Animal Conservation News
Waltzing With Walter
When Walter the walrus got separated from his herd off Barrow, Alaska, last summer, the 250-pound calf was airlifted to the Alaska SeaLife Center for help. There, the affectionate and playful calf received rock-star treatment and round-the-clock care. Defenders’ Karla Dutton, who is working with the center to remotely monitor the effect of climate change on walruses, was one of his volunteer caregivers. Read about her encounter and watch a healthy and happy Walter playing in his pool at www.defenders.org/walterthewalrus.
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Drought No More
On the heels of one of the worst droughts in U.S. history, scientists are questioning the future of a critter that crawls—and swims—under the radar in the streams of the Southeast.
© Todd Pierson
Salamanders play an important role in forest ecosystems by gobbling up bugs and regulating nutrients. In turn, they are important food sources for birds and mammals. But to survive, they need to stay cool and moist, and their larvae must stay totally submerged in water while they develop.
But in a five-year study beginning in 2005, including 12 months of conditions where water levels reached a 110-year low, biologists found that larvae disappeared at 30 percent of the sites during the drought year, and that adult salamanders migrated from streambeds to underground refuges at twice the rate of non-drought conditions.
“During the drought, adult salamanders demonstrated a 90 percent survival rate from one month to the next,” says Steven Price, a biologist participating in the Wake Forest University and Davidson College study. “It sounds pretty high, but at this rate, less than 1 percent would survive a four-year drought suggested under certain climate scenarios.”
And salamanders aren’t the only amphibian affected by the whacked-out weather.
Although most of the world’s frogs lay their eggs in water, many tropical frogs do not. Outside of water they are protected from aquatic predators but at increased risk of drying out.
National forests and grasslands provide about 20% of the nation’s water supply.
What it’s worth: $27 billion.
Source: U.S. Forest Service
By analyzing long-term rainfall data, Justin Touchon, a post-doctoral fellow at the Smithsonian Tropical Research Institute in Panama, found that rainfall patterns are changing just as climate-change models predict. “Over the past four decades, rainfall has become more sporadic during the wet season,” he says. Heavy rains trigger breeding, but as storms become sporadic, the chance of rain the next day decreases and so does egg survival.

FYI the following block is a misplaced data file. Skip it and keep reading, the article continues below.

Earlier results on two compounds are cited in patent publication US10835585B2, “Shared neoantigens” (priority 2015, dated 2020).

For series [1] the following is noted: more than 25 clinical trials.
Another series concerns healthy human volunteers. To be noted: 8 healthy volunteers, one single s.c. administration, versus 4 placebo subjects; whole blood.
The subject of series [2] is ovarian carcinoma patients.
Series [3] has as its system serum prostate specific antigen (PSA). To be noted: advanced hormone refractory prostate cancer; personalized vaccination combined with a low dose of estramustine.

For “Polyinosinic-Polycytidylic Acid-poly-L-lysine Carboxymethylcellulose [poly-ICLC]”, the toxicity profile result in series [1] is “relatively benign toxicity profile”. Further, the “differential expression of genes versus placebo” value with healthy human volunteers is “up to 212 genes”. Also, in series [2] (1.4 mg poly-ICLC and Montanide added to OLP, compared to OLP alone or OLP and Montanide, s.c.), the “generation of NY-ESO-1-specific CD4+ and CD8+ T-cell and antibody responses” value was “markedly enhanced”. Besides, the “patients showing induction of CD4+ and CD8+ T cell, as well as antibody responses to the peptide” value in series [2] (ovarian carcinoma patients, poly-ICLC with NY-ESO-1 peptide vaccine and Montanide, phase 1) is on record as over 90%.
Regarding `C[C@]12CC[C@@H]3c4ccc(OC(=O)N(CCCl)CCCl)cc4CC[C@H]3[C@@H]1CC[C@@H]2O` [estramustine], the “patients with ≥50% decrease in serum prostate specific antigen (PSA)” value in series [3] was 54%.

Those, like the pantless treefrog, that can switch between laying eggs in water or on leaves may weather the changes better, says Touchon.
Unfortunately, not all frogs are as flexible.
Keepers of the Kelp
Sea otters often make their daily doings look as if life is just fun and games. But a closer look finds these charismatic creatures actually working to help save the planet from global warming.
Scientists already knew sea otters provide big benefits to ocean ecosystems by dining on sea urchins, which would otherwise overgraze kelp forests—destroying as much as 30 feet a month when left unchecked. But researchers from the University of California-Santa Cruz recently found that kelp left to spread absorbs as much as 12 times the amount of carbon dioxide from the atmosphere than if it were munched up by the voracious urchins. The effect is similar to how terrestrial forests remove carbon from the environment. With a thriving population of sea otters around, the urchins must instead hide in crevices and eat kelp scraps.
Although an enhanced sea otter population won’t solve the problem of higher carbon dioxide in the atmosphere, the scientists argue that the restoration and protection of otters is an example of how animals the world over work in different ways to influence the carbon cycle—and how protecting them might actually help protect us.